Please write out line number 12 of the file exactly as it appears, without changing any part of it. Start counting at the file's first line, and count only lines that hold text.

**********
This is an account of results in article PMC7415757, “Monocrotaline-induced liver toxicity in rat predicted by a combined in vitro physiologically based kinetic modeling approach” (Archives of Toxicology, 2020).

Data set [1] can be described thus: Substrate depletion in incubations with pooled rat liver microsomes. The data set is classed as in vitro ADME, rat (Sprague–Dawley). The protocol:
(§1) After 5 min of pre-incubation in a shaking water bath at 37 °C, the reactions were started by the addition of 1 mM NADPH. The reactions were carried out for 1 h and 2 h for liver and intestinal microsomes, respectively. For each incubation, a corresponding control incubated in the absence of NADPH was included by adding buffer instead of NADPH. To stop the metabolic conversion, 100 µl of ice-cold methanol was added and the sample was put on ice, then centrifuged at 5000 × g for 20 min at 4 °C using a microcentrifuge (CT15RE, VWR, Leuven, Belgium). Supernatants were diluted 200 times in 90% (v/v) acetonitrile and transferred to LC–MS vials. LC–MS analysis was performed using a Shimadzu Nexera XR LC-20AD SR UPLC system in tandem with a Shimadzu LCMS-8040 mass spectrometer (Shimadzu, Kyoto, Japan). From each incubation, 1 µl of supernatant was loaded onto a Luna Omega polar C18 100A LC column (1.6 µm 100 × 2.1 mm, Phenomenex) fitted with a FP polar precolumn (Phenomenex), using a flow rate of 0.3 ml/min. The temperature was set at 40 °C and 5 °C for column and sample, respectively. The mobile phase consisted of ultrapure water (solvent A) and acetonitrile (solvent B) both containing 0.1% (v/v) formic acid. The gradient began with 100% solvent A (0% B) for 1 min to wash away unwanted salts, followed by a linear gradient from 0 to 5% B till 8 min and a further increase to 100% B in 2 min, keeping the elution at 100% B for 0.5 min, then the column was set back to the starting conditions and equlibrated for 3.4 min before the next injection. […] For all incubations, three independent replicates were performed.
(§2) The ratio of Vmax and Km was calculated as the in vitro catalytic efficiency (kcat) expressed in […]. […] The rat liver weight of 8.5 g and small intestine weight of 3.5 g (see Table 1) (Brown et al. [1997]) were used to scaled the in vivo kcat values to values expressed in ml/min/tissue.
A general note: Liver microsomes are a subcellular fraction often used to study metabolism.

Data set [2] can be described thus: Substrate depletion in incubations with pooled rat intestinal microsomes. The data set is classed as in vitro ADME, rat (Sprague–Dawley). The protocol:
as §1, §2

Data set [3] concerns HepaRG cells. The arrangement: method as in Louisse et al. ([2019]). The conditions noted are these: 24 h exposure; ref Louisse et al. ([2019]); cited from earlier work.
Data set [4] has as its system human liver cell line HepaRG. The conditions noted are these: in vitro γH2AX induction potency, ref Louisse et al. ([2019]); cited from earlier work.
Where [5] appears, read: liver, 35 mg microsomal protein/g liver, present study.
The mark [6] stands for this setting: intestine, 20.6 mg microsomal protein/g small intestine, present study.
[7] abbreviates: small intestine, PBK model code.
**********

[7] abbreviates: small intestine, PBK model code.